George Rosa, professor of foreign languages and literatures, is researching Stendhal this fall at the Centro Stendhaliano of the Biblioteca Comunale di Milano (Palazzo Sormani) in Milan. His book project is tentatively entitled Marginal Stendhal.

Helena Silverstein, professor of government and law, will research legal disputes over public religious displays in Rhode Island, site of the landmark 1984 Supreme Court ruling in Lynch v. Donnelly, the first major case questioning the constitutionality of placing a religious holiday display on public property. Since that ruling, Rhode Island has been at the center of several localized battles over nativity scene exhibits. One of her research projects will take her to Rhode Island to interview the players who are at the center of these legal conflicts. She will also travel to conferences in Buffalo and Montreal.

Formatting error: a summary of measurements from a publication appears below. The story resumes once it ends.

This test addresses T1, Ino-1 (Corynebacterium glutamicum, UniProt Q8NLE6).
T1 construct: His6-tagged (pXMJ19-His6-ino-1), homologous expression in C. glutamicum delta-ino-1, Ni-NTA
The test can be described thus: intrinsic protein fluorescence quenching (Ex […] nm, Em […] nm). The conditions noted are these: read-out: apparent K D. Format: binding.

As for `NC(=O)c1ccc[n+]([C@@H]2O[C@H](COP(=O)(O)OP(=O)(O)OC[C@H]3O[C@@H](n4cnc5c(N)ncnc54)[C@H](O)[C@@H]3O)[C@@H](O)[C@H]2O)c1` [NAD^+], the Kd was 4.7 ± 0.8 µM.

Derek Smith, associate professor of mathematics, is based in Krakow, Poland, until next June, working with mathematicians at the University of Warsaw, the University of Silesia in Katowice, and the Jagiellonian University in Krakow. He has also been invited to work with a mathematician in Prague (on quantum logic) during the spring semester.

Todd Wey, assistant professor of electrical and computer engineering, is working with new equipment acquired through a $257,762 National Science Foundation grant. Wey, William Jemison ’85, associate professor of electrical and computer engineering, and Andrew Kortyna, assistant professor of physics, were awarded the grant to purchase equipment to continue research in electronic and optical telecommunications.

  • Professors William Jemison ’85, Andrew Kortyna, and Todd Wey Receive NSF Grant for State-of-the-Art Equipment